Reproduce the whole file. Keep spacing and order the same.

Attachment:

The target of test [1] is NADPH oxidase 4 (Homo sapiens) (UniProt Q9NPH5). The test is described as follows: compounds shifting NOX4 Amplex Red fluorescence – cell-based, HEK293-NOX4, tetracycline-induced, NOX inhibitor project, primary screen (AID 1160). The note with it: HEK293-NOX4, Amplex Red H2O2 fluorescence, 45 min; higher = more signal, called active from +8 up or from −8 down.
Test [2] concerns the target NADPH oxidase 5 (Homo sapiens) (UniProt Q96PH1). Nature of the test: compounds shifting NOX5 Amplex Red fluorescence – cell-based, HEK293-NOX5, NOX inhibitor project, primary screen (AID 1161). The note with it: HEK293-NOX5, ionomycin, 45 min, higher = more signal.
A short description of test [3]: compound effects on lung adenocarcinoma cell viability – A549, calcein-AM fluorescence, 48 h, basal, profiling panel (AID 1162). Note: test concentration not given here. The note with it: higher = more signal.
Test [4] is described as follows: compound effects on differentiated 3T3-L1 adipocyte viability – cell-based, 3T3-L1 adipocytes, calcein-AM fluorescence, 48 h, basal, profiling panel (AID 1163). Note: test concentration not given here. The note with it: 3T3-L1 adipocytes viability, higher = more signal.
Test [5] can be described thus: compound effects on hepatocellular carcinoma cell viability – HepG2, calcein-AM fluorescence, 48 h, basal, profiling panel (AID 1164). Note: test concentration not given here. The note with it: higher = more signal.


The target of test [1] is NADPH oxidase 4 (Homo sapiens) (UniProt Q9NPH5). The test is described as follows: compounds shifting NOX4 Amplex Red fluorescence – cell-based, HEK293-NOX4, tetracycline-induced, NOX inhibitor project, primary screen (AID 1160). The note with it: HEK293-NOX4, Amplex Red H2O2 fluorescence, 45 min; higher = more signal, called active from +8 up or from −8 down.
Test [2] concerns the target NADPH oxidase 5 (Homo sapiens) (UniProt Q96PH1). Nature of the test: compounds shifting NOX5 Amplex Red fluorescence – cell-based, HEK293-NOX5, NOX inhibitor project, primary screen (AID 1161). The note with it: HEK293-NOX5, ionomycin, 45 min, higher = more signal.
A short description of test [3]: compound effects on lung adenocarcinoma cell viability – A549, calcein-AM fluorescence, 48 h, basal, profiling panel (AID 1162). Note: test concentration not given here. The note with it: higher = more signal.
Test [4] is described as follows: compound effects on differentiated 3T3-L1 adipocyte viability – cell-based, 3T3-L1 adipocytes, calcein-AM fluorescence, 48 h, basal, profiling panel (AID 1163). Note: test concentration not given here. The note with it: 3T3-L1 adipocytes viability, higher = more signal.
Test [5] can be described thus: compound effects on hepatocellular carcinoma cell viability – HepG2, calcein-AM fluorescence, 48 h, basal, profiling panel (AID 1164). Note: test concentration not given here. The note with it: higher = more signal.